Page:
The isolates collected from the New Zealand and United Kingdom patients both belonged to ST45. However, within this sequence type the isolates from each patient were distantly related, allowing us to identify mutations specific to long-term colonization by comparing isolates from these patients to ST45 from other sources. Genetic comparisons identified one mutation associated with long-term patient colonization, T86I in the gyrA gene. This mutation is the most common cause of quinolone resistance in C. jejuni [11], and the New Zealand patient [8] and likely the United Kingdom patient [9] were prescribed quinolones, selecting for this mutation. A large number of other genes contained mutations in the New Zealand and United Kingdom patient isolates. However, the mutations either differed between isolates from each patient or were found in multiple other ST45 isolates. This suggests that apart from quinolone resistance, long-term human colonization selected for changes in particular genes, but not specific mutations.

Bacteria can adapt to environments by both gene loss and gene acquisition. Gene loss may increase the fitness of the bacteria by decreasing resource expenditure on unnecessary cellular processes [18], whilst gene acquisition may allow the bacteria to gain cellular processes to thrive in the environment [19]. Previous studies on long-term Pseudomonas aeruginosa cystic fibrosis (CF) [20] and Salmonella enterica [21] infections found that gene loss outweighed gene acquisition over the course of these infections. However, Bayjaynov et al. [22] investigated long-term colonizing E. faecium strains and found similar amounts of gene loss and gene acquisition. In our study, several genes were identified that were stably-lost over the course of colonization in the New Zealand and United Kingdom patients, and there was some evidence of the total number of genes decreasing over time. However, no functional group was overrepresented in the accessory genome, suggesting that genome reduction is not the main way Campylobacter adapts to long-term colonization. Gene loss could have occurred between acquisition and isolation of the first isolate, but there was no evidence that the long-term patients had smaller number of genes compared to the other human ST45 isolates. This is a similar observation to long-term E. faecium colonization rather than to P. aeruginosa or S. enterica infections, namely evidence of similar amounts of gene loss and gene gain. Further research is required to determine if this is due to the different biology of these bacteria, different environments, or different types of infection.

In the New Zealand patient, we identified two genetically distinct clades or subpopulations of Campylobacter. In CF infections, divergence of P. aeruginosa subpopulations has been reported prior to infection [23] and within the host [24]. Analysis of long-term E. faecium colonization has demonstrated the presence of multiple lineages within the gastrointestinal tract of humans, but these lineages diverged prior to colonization [22]. Phylogenetic analysis suggests that the two Campylobacter subpopulations diverged between 2009 and 2011, after the first isolate was collected from the patient in 2006, indicating that the subpopulations diverged within the host. There is evidence of multiple subpopulations coexisting prior to this divergence in the New Zealand patient, and in the isolates collected from the United Kingdom patient, but these patients were not sampled frequently during these time periods, preventing further analysis of these subpopulations.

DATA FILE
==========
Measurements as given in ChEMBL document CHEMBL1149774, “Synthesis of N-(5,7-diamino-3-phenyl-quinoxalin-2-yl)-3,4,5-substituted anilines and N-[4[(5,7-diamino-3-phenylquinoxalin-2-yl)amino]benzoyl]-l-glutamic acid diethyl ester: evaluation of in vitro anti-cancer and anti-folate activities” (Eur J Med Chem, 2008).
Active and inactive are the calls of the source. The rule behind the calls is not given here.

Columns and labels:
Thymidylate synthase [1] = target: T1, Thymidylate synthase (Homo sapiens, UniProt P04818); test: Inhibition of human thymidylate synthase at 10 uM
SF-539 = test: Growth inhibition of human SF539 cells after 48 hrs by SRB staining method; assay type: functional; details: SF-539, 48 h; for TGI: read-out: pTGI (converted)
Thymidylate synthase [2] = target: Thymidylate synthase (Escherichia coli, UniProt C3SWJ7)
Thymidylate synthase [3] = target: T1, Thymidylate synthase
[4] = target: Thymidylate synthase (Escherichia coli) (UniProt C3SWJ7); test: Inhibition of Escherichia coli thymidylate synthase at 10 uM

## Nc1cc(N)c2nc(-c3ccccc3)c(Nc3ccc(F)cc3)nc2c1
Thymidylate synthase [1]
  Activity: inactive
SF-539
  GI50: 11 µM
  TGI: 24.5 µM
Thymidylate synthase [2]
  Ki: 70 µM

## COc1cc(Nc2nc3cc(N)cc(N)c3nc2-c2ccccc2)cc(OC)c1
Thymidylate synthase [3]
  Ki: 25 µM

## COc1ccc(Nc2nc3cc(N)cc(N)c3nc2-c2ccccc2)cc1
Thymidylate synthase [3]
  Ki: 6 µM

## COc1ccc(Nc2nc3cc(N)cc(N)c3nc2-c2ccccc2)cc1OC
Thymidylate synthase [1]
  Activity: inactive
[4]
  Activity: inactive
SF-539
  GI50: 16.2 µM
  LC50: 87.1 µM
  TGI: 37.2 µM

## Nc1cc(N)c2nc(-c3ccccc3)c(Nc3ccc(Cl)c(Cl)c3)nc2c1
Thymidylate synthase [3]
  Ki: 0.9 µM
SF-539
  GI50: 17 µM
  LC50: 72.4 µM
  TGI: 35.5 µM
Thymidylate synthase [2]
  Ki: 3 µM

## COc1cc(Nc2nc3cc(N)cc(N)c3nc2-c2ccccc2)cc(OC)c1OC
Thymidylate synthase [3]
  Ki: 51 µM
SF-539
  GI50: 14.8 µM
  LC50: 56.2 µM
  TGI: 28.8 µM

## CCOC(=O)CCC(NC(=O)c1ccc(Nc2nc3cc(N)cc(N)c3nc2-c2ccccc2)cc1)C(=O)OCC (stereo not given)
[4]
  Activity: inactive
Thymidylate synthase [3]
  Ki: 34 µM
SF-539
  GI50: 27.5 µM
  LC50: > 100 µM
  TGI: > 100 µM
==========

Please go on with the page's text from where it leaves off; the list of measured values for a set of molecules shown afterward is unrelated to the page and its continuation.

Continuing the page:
The competitive exclusion principle states that no two species can occupy the same niche [25]. Accordingly, the subpopulations of Campylobacter found within the patient are likely to have distinct niches. In CF patients, the presence of multiple subpopulations has been attributed to the bacterium accumulating mutations and phenotypically adapting to different environments within the human lung [26]. There is evidence of this when looking at the genetic differences between the two Campylobacter lineages found within the human host, specifically the dcuB gene that encodes a fumarate/succinate active antiporter under low oxygen conditions that can also import aspartate [27]. Succinate concentrations in the gastrointestinal tract have been shown to increase during gut dysbiosis [28] and inflammation [29], but it remains to be determined if these conditions affect fumarate or aspartate concentrations. The New Zealand patient’s gastrointestinal tract showed a large amount of variation in inflammation plus variation in the microbiota composition and these may be influencing the concentration of succinate and possibly other metabolites. The concentration of calprotectin was negatively associated with the proportion of isolates made up of the lineage missing dcuB, suggesting that the two lineages could have emerged in response to the variation in gastrointestinal inflammation and microbiota disruptions. The dcuA gene is a fumarate/aspartate:H+ symporter and 90% of isolates from the dcuB-negative clade contained the L212F mutation in the dcuA gene, whilst all isolates belonging to the dcuB-containing clade contained the S148F mutation in this gene. However, it is unclear how these mutations affect the function of this transporter. DcuA and DcuB work in close association with the cytoplasmic-facing fumarate reductase FrdABC, but no mutations were found in the frdA, frdB or frdC genes [30]. Nevertheless, the absence of DcuB would prevent correct stoichiometric exchange of succinate and fumarate that allow FrdABC to function. Campylobacter also has a unidirectional fumarate reductase that cannot oxidize succinate, MfrABE, that operates independently of DcuA and DcuB, as it is periplasm-facing [31]. For the clade with an intact dcuB gene, three out eighteen of the isolates contained a truncated mfrA gene due to a frameshift. It has been shown that FrdABC is the major contributor to fumarate reduction but that MfrABE is required for full fitness when the bacteria rely on fumarate respiration to conserve energy [31]. Taken together, these observations suggest that different clades will have distinct contributions of Dcu/Frd versus Mfr mediated fumarate respiration during colonization. The role of DcuA and DcuB in aspartate uptake in low oxygen intestinal niches may also be physiologically important. Further work on the concentrations of gastrointestinal aspartate, succinate and fumarate in the patient and how this relates to the different lineages is required to determine if gastrointestinal inflammation is creating distinct niches where certain metabolites are not required. However, multiple other mutations were found amongst the two lineages and we cannot rule out the possibility that the mutations associated with dcuB were genetic hitchhikers.